The architects, Hellmuth, Obata, and Kassabaum of Kansas City, Missouri, had a $161 million budget for Jacobs Field.7 The entire 28.5-acre project had a $360 million budget and represented the first significant construction in that area of the city in more than 20 years.8 (The dollar total was a bit higher than the original $344 million projected cost). Taxpayers would fund about half of the bill, while the rest would be covered by the private sector and the Indians and Cavs. Gateway Development Corporation planned to raise some money by selling $20 million worth of 10-year leases for luxury boxes at the ballpark. Investors could also purchase stadium revenue bonds.9
By the end of 1992, more than 1,850 pieces of structural steel were in place, and the upper deck in right field was already standing. Down the left-field line, the steel structure for the Indians’ offices were in place, and the entire framework was supposed to be finished by the end of December 1992.10 By February 1993, 60 percent of the steelwork was complete, even though the site was essentially a parking lot just over a year earlier. There was even a 25-foot-high observation deck installed where fans could come and watch the progress three days a week.11 Fans got an up-close look at the new ballpark before Opening Day, in the form of an exhibition game against the Pittsburgh Pirates on April 2.
During the game, fans gave the ballpark high praise. One told the Cleveland Plain Dealer that it didn’t feel like Cleveland and was reminiscent of classic parks like Wrigley Field, Tiger Stadium, and Fenway Park. Of the fan proximity to the field, a fan said, “We’re so close, it’s almost like you can call a player a name and he’ll run over at you.”12 Sight lines were to be much better than those of Municipal Stadium. Thomas V. Chema, executive director of the Gateway Economic Development Corp. of Cleveland, speaking of the support poles that impeded views at Municipal Stadium, said during construction, “The only Poles in this ballpark will be of the ethnic variety.”13
The praise continued after President Bill Clinton took the mound to throw out the first pitch on Opening Day, against Seattle on April 4, 1994. Even despite the feeling of close proximity to the field, some said the steel and brick façade of the park gave it an aura of strength. A Plain Dealer writer, pointing out the ballpark’s connection to the city’s working-class roots, wrote, “It’s a beer-drinker’s kind of place more than a white wine-sipper’s.”14 One of the few groups that didn’t seem eager to lavish praise on the new ballpark were cigarette smokers. Since a major part of the funding came from the “sin tax,” smokers felt they should be able to smoke wherever they wanted. But smoking was banned from all of the seats, much to their displeasure.15
The Indians decided to make a fairly clean break from Municipal Stadium. They planned to leave the past in the past, and not transfer items from Municipal to the new ballpark, specifically the giant lighted Chief Wahoo. The club kept the Wahoo logo on uniforms, but the lighted Chief went to a new home at the Western Reserve Historical Society. The Indians also left a number of seats behind; Municipal seated close to 80,000, while the new ballpark seated about half that. One of the features of the new ballpark was a statue of Bob Feller, paid for by the sale of engraved bricks. Even though the building and its contents represented a break from the past, the team that played at Jacobs Field was a mix of new and old players, in terms of both youth vs. veterans, and players new to the Indians.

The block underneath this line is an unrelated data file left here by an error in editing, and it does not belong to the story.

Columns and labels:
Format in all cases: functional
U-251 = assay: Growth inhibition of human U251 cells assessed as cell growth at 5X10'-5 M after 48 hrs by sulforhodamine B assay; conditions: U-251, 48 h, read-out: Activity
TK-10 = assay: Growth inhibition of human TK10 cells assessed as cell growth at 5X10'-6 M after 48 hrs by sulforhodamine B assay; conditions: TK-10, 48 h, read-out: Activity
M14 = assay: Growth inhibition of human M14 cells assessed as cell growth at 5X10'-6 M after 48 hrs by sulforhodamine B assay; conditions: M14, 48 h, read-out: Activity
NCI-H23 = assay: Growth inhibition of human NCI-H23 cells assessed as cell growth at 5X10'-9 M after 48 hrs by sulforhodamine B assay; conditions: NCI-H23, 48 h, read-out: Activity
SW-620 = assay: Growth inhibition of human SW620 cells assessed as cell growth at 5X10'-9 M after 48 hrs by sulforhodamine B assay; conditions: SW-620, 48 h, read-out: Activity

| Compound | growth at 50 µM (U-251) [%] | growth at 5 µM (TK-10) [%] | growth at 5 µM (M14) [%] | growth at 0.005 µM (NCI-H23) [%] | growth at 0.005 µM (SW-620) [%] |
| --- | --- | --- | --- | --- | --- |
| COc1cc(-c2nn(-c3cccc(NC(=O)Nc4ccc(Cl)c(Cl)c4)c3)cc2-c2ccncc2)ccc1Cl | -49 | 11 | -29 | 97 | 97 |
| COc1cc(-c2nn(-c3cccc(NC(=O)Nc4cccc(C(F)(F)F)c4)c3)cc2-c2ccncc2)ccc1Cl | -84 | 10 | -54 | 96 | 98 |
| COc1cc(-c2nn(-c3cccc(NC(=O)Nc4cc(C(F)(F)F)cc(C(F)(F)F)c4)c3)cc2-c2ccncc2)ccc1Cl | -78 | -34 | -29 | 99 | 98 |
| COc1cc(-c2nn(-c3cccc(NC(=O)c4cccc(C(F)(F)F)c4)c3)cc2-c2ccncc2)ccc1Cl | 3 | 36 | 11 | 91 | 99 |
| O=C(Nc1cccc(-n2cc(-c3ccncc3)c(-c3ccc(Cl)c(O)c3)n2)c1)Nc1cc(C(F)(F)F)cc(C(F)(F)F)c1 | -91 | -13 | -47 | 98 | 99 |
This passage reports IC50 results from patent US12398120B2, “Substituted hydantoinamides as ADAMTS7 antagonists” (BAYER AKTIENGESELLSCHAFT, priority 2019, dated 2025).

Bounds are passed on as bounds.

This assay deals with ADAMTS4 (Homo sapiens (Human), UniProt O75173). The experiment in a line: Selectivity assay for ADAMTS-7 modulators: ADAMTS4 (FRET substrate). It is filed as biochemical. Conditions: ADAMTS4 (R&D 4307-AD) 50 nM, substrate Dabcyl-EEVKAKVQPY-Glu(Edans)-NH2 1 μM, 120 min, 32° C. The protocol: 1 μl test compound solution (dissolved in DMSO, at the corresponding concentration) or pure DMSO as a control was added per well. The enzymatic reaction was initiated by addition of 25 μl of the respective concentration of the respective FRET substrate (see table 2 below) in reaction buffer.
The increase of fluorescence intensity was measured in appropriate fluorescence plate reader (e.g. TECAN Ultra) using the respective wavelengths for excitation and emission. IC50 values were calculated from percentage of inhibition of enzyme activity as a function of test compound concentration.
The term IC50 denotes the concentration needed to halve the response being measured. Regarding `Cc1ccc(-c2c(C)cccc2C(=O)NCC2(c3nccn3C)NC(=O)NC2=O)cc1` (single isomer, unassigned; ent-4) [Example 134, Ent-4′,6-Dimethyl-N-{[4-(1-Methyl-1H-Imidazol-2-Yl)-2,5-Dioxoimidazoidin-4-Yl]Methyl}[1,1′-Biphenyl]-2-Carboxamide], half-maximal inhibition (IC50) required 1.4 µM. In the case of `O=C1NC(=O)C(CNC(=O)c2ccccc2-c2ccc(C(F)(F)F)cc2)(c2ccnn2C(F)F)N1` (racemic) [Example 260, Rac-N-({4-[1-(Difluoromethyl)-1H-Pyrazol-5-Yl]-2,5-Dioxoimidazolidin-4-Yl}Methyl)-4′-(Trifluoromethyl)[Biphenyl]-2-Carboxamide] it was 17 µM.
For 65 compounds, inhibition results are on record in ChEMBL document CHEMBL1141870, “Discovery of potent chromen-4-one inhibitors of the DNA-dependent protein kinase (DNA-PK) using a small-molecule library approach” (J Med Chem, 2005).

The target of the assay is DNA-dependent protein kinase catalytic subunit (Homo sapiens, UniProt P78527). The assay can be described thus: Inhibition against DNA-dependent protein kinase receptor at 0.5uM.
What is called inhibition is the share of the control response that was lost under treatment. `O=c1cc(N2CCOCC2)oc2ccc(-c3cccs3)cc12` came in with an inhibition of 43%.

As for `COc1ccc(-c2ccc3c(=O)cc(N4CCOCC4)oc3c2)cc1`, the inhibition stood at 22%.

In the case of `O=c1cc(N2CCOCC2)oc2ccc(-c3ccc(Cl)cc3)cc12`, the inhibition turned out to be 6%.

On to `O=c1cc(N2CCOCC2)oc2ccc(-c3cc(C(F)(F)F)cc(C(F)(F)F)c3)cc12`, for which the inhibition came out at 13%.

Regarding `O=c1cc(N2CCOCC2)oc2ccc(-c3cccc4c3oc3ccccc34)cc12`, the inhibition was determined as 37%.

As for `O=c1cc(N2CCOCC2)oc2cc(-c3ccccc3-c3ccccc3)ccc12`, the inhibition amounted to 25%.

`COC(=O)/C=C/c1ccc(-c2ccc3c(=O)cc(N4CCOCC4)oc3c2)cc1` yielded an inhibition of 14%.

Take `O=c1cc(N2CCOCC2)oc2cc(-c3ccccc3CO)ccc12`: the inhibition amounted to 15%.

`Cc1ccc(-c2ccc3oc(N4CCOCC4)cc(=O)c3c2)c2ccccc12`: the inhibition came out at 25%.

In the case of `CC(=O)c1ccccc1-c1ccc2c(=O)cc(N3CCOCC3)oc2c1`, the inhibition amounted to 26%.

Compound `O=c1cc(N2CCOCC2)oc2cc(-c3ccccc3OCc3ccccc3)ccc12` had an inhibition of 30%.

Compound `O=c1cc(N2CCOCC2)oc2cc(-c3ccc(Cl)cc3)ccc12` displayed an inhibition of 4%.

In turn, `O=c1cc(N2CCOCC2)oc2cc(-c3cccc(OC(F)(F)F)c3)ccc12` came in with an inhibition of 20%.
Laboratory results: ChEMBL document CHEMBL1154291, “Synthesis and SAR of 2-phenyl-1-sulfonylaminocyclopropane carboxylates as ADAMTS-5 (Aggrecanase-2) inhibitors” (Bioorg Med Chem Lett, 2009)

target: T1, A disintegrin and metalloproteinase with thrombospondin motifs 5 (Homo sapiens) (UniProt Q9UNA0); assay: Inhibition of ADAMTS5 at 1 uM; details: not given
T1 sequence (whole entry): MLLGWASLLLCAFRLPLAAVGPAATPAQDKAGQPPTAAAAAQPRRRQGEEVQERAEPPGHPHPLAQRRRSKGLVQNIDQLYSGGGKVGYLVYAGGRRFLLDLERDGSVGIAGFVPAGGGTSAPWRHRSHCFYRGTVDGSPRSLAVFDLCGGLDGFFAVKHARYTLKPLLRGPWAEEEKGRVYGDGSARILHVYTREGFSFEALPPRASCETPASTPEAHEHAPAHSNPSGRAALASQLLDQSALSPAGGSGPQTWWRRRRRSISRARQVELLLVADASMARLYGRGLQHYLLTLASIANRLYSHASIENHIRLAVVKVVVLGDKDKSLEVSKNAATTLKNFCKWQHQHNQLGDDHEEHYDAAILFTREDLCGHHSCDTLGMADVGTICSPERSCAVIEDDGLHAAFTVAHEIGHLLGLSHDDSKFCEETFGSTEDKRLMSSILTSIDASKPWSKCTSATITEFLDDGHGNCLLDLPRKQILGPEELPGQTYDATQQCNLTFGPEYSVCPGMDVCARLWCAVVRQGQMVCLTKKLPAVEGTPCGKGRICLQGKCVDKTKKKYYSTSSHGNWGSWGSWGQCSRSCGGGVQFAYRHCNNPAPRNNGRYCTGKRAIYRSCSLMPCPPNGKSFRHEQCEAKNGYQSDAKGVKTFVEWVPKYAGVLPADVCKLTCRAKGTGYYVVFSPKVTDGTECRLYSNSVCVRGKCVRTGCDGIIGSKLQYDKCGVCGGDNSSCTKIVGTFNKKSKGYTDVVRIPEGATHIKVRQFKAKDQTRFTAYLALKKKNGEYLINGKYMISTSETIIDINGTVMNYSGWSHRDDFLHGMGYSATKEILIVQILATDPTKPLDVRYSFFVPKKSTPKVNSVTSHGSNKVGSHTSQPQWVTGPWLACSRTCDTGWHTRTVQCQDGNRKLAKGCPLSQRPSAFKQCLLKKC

The Tribe had a core of young players in place, ready to take the field in 1994. Players Sandy Alomar Jr., Albert Belle, Jim Thome, Manny Ramirez, Kenny Lofton, Carlos Baerga, Omar Vizquel, and Charlie Nagy were complemented by veterans like Eddie Murray and Dennis Martinez. The Plain Dealer noted in a 1993 article that teams entering new ballparks typically enjoyed success after their move. Eleven ballparks had opened around baseball since 1960, and 9 of the 11 teams improved during their first year in the new park. Three teams even won their division in their park’s inaugural season — the Pittsburgh Pirates in 1970 with Three Rivers Stadium, the Cincinnati Reds in 1970 with Riverfront Stadium, and the Toronto Blue Jays in 1989 with SkyDome. Three teams won the pennant or a World Series within the first two years of its new park’s existence during– the San Francisco Giants won the pennant in 1962 (Candlestick Park opened in 1960); the Los Angeles Dodgers won the World Series in 1963 (Dodger Stadium opened in 1962); and the St. Louis Cardinals won the World Series in 1967 (Busch Stadium opened in 1966).16 The Indians were hoping the enthusiasm engendered by the new ballpark, coupled with their blossoming young players and experienced vets, would amount to a winning equation.